With Sunday schedule changes coming in January, and looking for a play on words to describe having coffee during a casual Bible study, a planning team chose “Grounded in the Word” for the Sunday morning gathering in the parlor. “Grounded” was a hint at having coffee (you know, “coffee grounds”), and “Word” of course meant Bible study. Coffee cups in hand, folks preview the scripture lessons that will be read in worship and chat about what God may be saying or doing in these passages.
After the very first session a worshiper told me that she felt much more attentive during the readings, and more engaged in the sermon, having been “grounded in the Word” an hour earlier! The name is living up to its purpose. I believe in this interim journey, the time between called pastors, Ebenezer is growing in its sense of being “grounded.”
However, ask any teen and you won’t be surprised to remember “grounded” has some very negative implications. It is not always a good word to describe what we really mean. Check out the thesaurus and you’ll find synonyms like “stranded,” “stuck,” “punished.” If you in any way have thought those words may apply to us as a congregation at this time in our history, you are not alone. Perhaps you even offered a similar comment in your Listening Post appointment with Dr. Tony Everett back in January (by the way, his summary report will soon be available to you all).
But I want to offer a more appropriate understanding of the word “grounded.” It is the explanation in basic English. “Grounded” is used to describe a person who is sensible and has a good understanding of what is really important in life. The picture I see is inquisitive believers, comfortable with each other (hot coffee in hand), sitting in a circle with an open Bible, listening for God’s voice and seeing Christ in one another. This mental image is very similar to what I see in the parlor on Sunday mornings.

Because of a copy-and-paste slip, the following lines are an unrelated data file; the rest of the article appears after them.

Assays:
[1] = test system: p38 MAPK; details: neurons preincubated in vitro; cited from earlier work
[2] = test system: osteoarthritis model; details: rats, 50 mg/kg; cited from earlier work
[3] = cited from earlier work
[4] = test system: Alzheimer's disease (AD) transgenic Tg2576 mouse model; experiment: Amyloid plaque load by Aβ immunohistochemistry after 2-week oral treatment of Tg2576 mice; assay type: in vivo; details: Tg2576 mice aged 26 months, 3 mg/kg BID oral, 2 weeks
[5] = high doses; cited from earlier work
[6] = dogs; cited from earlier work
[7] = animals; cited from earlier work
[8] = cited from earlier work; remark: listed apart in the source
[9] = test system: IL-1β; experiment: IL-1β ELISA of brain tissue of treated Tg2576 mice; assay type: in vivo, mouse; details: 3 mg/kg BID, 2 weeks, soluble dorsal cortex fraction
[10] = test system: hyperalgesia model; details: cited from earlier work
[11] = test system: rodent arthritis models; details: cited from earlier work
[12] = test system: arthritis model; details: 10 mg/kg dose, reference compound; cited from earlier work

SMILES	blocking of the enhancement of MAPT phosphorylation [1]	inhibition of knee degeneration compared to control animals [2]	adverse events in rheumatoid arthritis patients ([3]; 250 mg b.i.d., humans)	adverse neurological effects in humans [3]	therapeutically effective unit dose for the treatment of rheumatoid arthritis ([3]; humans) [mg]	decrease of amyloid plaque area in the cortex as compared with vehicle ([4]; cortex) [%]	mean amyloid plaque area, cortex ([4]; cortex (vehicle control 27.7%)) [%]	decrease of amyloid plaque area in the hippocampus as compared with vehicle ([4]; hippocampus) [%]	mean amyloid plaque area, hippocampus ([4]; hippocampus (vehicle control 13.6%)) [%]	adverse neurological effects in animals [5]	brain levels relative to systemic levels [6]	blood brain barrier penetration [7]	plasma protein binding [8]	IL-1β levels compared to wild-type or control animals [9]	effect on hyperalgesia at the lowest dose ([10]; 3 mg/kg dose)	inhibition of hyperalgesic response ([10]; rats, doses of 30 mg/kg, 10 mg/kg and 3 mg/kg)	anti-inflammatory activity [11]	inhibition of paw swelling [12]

Here’s what I want you all to see, not just on Sundays but on every day.
Ebenezer is a community of faith with a long and strong history, but facing many challenges today. It is easy to think of “grounded” as “stranded” or “stuck.” Instead see yourselves, individually and together, as sensible persons with a good understanding of what is really important in life. And, with an open heart, hear this. “…whenever you face trials of any kind, consider it nothing but joy, because you know that the testing of your faith produces endurance; and let endurance have its full effect, so that you may be mature and complete, lacking in nothing.” (James 1:2-4)
Through chances and changes, hopes and disappointments, faith and commitment remain. The writer of James is right – faith is often tested. But this is also true. In Christ, we understand what is really important. We are “grounded.”